The launching of CSO was extremely important in the development of a statistical system in independent India. Then honorary statistical adviser to the cabinet, a post specially created for him in 1949 by Prime Minister Jawaharlal Nehru, Mahalanobis was responsible for India becoming an elected member of the UN Statistical Commission.

Mahalanobis wa's the dominant figure at ISL and referred to always as "Professor". His word was law within ISI and in his later years, some of the younger faculty members began to reAnt his authority and especially his insistence that faculty members had to obtain his permission to attend outside seminars.

Mahalanobis became embroiled in a controversy with the Indian Council of Agricultural Research when he demanded all statistical work in India had to be centralised at ISI in Calcutta, regardless of the subject.

In his later years at ISI, Mahalanobis' interest shifted from pure statistics to economic planninSkand the Second Fiveear Plan is associated with him. The two-sector growth model developed by him and published in Sankhya in 1953, argued for a shift in industrial investments to capital. goods industries. A similar model was developed in the Soviet Union at about the same time.

The question of determining the precise choice of investments that would go into the capital goods industries, Mahalanobis answered by developing a four-sector model, which he published in Sankhya. The Mahalanobis model was perfunctory and did not employ the linear programming techniques that were fairly wellknown at ISI. This drew a lot of criticism.

In hindsight, however, certain characteristics of the Mahalanobis model seem quite remarkable. First, it treated savings as an exogenous variable, which means they were not explained in terms of the behavioural characteristics of households. Perhaps this reflected his training as a physicist, as economists building growth models start with a savings function postulate. Second, the model was autarkic: (selfsufficient) and set in a closed economy. And, third, the model assumed the government could control consumption completely. The second and third characteristics are understandable, given Mahalanobis' socialist background.

In 1955, Mahalanobis became a. fullfledged member of the P.1anning Commission and retained his membership until 1967, serving occasionally as chairperson.

In a paper published in Sankhya in 1957, Mahalanobis traced the origin of qualitative statistical thinking to the system of logic developed in the 4th century by the Jain philosopher Bhadrabahu. Mahalanobis was particularly interested in the multi-valued logic evolved by the Jains. In a 1933 editorial in Sankhya, he asserted evidence existed in Kautilya's Arthashastra showing administrative statistics had reached a high level of organisation in ancient India. He noted also that although written much later, Abul Fazl's Ain-i- Akbari is fundamentally a statistical compilation.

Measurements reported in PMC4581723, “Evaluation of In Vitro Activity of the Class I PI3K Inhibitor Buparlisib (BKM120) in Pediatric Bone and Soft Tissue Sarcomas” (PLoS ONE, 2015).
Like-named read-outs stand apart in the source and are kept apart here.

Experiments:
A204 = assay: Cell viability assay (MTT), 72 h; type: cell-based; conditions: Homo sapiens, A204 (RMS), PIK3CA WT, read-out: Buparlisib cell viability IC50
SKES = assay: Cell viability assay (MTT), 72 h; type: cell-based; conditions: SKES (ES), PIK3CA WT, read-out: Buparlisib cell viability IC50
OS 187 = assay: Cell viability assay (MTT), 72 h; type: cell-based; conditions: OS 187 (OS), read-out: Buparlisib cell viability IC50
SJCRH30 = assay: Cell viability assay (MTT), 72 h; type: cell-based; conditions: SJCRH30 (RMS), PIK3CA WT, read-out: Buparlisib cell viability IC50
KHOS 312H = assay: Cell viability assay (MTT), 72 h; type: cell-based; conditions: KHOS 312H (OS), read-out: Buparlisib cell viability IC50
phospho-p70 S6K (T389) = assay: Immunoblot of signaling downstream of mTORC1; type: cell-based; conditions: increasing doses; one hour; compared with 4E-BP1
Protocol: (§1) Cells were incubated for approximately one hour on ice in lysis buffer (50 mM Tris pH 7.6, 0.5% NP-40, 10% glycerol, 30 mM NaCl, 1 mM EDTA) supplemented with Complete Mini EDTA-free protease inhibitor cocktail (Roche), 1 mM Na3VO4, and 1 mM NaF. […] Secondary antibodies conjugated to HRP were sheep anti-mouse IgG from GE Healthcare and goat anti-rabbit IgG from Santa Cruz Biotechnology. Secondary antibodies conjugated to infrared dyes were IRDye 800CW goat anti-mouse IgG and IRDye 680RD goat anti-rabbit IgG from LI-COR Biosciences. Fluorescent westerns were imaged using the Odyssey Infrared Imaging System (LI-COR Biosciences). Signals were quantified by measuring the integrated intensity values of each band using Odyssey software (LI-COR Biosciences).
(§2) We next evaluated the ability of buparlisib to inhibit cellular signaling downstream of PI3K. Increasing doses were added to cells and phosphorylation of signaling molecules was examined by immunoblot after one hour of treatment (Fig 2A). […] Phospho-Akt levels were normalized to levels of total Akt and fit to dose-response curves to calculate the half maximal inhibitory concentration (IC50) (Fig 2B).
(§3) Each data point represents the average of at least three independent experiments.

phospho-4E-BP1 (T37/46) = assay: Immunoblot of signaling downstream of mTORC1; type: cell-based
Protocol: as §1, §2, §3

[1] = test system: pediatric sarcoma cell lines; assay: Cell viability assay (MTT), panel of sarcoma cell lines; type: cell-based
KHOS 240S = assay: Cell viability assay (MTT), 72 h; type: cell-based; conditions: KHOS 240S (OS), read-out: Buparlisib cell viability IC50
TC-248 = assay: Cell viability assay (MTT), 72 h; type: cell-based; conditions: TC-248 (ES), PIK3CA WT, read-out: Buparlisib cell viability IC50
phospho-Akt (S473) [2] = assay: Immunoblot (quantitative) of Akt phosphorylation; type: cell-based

The three over-riding interests in Mahalanobis' life were ISI and statistics, his close relationship with Rabindranath Tagore and the Brahmo Samaj, a reformist @.Hindu group that evolved a dogma in which Western intellectual rationalisation and Christian philosophical and theological strands were interwoven with Hindu tenets.

Mahalanobis attended Brahmo meetings regularly. He garnered funds industriously on the group's behalf, organised its board of trustees in Delhi and was a liberal patron of promising Brahmo youngsters.

Mahalanobis was devoted to his wife, Nirmal Kumarl, daughter of a noted Brahmo Samaj member named Heramba Maitra, and though they had no children, whenever they were apart, they would write to each other every day.

The Mahalanobis home was named Amrapali by, Tagore and though Mahalanobis was neither student nor teacher at Santiniketan, he was a frequent visitor to Tagore's famed institution near Calcutta. When Visva Bharati was set up in 1921. Mahalanobis became one of its secretaries.

Mahalanobis went to the US in 1971 on a lecture tour. On his return, he fell ill. Early next year his condition deteriorated and he underwent abdominal surgery in May. He died on June 28.

In his obituary on Mahalanobis, the founder of the statistics department at the University of California in Berkeley, Jerzy Neyman wrote, "P C Mahalanobis was not just a professor of statistics, as there are thousands of them all over the world. Mahalanobis did more. He tried to do something effective about the problems discussed."

What better tribute can there be?

---Bibek Debroy is a professor at the Indian Institute of Foreign Trade, New Delhi.